Training should include the feet

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The Appalachian Mountain Club’s Outdoors webzine has a new article, Barefoot in the Park, which points out that training should include the feet and that shoes do not allow the muscles of the feet to get a proper work out.

Pilates instructor Aliesa George offers exercises to strengthen feet for those out of shape. While some of these exercises may appear unnecessary or even silly to one who goes barefoot regularly, they could be very helpful to someone who relies on shoes too much. Her book “Fantastic Feet!” appears to a good resource for further development.

My wife’s foot was crushed in an accident a number of years ago. Following reconstructive surgery, she used similar exercises to strengthen her foot. She started walking barefoot as a continuation of that exercise. Then she started hiking rugged trails barefoot. She received positive comments during a follow up visit with the orthopedic surgeon. When asked what she was doing, she said she was hiking barefoot. The surprised Doctor told her he should start telling his patients to walk barefoot instead of using braces and orthotics. He then said that what she was doing was working and to keep it up.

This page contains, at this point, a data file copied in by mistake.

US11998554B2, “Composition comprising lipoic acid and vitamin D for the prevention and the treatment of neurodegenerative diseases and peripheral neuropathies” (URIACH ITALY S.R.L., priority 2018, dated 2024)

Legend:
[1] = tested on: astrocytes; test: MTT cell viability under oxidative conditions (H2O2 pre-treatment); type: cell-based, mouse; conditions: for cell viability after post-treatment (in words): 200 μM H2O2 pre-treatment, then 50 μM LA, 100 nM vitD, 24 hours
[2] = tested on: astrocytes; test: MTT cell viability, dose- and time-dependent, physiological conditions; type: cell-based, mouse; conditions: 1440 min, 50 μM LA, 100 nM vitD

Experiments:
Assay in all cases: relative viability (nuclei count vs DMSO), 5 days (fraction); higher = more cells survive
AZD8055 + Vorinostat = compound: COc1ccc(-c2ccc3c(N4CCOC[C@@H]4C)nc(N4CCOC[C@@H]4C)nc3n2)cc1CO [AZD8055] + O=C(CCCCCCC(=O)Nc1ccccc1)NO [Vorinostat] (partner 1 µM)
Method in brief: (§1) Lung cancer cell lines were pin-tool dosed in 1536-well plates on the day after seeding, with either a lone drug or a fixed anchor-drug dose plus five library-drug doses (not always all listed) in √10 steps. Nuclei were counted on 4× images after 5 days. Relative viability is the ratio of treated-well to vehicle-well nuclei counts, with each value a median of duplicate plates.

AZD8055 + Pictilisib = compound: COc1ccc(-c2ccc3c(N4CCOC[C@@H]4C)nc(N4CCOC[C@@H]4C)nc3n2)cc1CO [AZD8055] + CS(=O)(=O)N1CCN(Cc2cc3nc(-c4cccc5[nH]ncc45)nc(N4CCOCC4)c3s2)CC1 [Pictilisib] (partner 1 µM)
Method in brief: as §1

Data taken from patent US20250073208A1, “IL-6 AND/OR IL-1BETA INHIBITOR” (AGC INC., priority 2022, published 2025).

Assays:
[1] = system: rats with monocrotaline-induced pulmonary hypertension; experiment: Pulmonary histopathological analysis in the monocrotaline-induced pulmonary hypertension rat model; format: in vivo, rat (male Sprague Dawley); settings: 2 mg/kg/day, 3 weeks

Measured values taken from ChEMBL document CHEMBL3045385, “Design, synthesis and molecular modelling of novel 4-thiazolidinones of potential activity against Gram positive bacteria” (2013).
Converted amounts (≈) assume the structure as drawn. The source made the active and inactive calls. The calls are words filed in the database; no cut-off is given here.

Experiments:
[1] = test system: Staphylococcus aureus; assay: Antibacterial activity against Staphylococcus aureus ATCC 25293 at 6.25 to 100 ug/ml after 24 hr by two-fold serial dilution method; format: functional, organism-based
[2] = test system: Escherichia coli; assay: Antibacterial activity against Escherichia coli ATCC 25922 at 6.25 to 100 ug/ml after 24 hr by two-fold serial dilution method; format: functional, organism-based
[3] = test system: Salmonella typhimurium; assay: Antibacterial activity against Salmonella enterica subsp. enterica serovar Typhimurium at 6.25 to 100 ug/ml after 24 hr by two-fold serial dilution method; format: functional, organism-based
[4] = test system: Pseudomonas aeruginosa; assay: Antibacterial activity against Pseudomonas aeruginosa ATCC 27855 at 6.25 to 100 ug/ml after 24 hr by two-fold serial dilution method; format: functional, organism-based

My personal experience bears this out as well. I hiked wearing boots in my youth. I was told, and was convinced, that I needed sturdy, high topped boots for support. I twisted my ankles several times wearing high topped boots. Wearing boots and shoes all the time caused other problems as well. To alleviate those problems I started going barefoot whenever possible. First, I had immediate relief from the hot feet, shoe and foot odor, and athlete’s foot. (I haven’t had athlete’s foot in the last 30 years.) Going barefoot expanded into hiking. As I hiked more, my feet and ankles grew stronger. I have not twisted an ankle hiking barefoot yet.

The AMC Outdoors article is short, concise and addresses the subject well. Read it, heed it, and start exercising those feet.

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